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Zimbabwe PM Tsvangirai Again Urges Widened SADC Role in Political Deadlock


Tsvangirai declared this week that 'We cannot allow our nation to be trapped indefinitely by the failed policies of the past while countries around us prioritize people's rights, economic development and the rule of law'

Following inconclusive talks this week by Zimbabwe power-sharing negotiators, Prime Minister Morgan Tsvangirai's Movement for Democratic Change party is is urging South African President Jacob Zuma to ask the Southern African Development Community to take a more active role in the Harare political crisis.

Tsvangirai MDC spokesman Nelson Chamisa told the South African Broadcasting Corporation this week that the party is losing confidence in the process, saying the negotiators for the ZANU-PF party of President Robert Mugabe "are trying to play games. We don't have time for games. This is why we're calling on (SADC) to say let's get that agreement implemented with all its commas, full stops, chapters and verses."

Mr. Chamisa's comments followed frustration voiced by Mr. Tsvangirai in his weekly newsletter in which the former opposition leader referred to "issues that have stalled progress for more than a year."

Mr. Tsvangirai wrote: "If this situation continues, I will ask President Zuma to call upon SADC to break the deadlock once and for all. We cannot allow our nation to be trapped indefinitely by the failed policies of the past, while countries around us prioritize people's rights, economic development and the rule of law."

United Kingdom-based political analyst Phillan Zamchiya told VOA Studio 7 reporter Blessing Zulu that Mr. Tsvangirai’s appeal to Mr. Zuma before the completion of the South African president's mediation effort signals that he is losing confidence.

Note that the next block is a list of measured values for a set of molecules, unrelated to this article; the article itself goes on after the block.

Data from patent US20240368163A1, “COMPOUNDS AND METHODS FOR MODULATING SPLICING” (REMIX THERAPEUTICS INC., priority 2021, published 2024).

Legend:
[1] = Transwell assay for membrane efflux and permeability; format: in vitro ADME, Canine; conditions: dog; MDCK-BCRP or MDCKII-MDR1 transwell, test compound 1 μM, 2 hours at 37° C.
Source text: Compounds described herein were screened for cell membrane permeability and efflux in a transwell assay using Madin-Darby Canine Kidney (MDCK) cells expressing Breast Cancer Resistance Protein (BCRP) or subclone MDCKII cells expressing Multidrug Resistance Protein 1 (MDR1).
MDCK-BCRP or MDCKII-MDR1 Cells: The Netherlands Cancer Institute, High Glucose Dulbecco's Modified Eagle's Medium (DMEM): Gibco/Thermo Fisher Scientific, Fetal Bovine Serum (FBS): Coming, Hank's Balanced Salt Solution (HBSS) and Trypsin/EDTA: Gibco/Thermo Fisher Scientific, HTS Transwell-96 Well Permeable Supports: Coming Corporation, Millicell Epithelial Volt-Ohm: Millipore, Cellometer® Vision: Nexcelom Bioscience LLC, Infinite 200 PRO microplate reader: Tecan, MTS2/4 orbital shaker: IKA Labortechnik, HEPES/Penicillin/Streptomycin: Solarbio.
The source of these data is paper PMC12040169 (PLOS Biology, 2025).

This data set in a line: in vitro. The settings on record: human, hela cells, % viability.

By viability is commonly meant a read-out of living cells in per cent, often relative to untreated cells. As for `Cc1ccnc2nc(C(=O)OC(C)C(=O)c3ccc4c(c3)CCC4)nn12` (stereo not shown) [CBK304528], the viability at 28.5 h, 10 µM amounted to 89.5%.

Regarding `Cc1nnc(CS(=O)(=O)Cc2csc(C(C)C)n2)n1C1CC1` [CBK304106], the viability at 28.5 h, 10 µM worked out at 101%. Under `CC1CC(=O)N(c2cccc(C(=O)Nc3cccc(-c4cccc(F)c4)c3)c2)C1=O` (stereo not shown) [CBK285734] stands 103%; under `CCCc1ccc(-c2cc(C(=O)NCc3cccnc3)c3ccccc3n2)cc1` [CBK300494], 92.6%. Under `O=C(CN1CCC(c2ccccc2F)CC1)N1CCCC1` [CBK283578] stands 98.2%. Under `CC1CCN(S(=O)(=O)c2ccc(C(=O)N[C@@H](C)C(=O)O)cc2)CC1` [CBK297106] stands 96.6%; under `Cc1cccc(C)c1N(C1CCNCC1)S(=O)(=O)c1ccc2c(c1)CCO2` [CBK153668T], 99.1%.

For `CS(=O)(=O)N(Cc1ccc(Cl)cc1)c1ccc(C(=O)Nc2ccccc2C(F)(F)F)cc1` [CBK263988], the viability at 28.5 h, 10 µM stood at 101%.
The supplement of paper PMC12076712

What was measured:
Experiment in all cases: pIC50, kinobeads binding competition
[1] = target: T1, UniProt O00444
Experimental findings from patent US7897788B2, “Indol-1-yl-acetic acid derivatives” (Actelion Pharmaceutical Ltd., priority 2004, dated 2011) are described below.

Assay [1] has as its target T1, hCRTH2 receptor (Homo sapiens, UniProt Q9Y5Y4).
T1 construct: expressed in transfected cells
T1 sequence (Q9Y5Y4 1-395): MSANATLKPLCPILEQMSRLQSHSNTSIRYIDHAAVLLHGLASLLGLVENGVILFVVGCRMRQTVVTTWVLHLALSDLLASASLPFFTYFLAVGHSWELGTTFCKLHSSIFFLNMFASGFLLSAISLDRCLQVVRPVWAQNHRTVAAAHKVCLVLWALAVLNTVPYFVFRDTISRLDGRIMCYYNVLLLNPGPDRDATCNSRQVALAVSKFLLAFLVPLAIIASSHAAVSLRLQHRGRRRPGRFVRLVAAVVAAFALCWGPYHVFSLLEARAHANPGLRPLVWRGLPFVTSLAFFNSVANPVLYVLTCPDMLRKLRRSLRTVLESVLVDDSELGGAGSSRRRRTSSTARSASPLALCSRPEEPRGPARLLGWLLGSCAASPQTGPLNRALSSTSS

Despite the MDC request for SADC intervention, Mr. Zuma's facilitators said they want to further engage the power-sharing negotiators in Harare before calling on the regional organization to intervene.

Sources said that while the negotiators met in Harare on Friday and finalized the report Mr. Zuma had requested, they remained divided over the tenures of the Reserve Bank governor and attorney general as well as the appointment of MDC provincial governors.

The negotiators were awaiting further guidance from the South African facilitators, political sources said.

It also remains uncertain whether President Robert Mugabe will implement the agreements that have been reached this week, as he reportedly has renewed his demand that Western sanctions against him and about 200 other top ZANU-PF officials first be removed.

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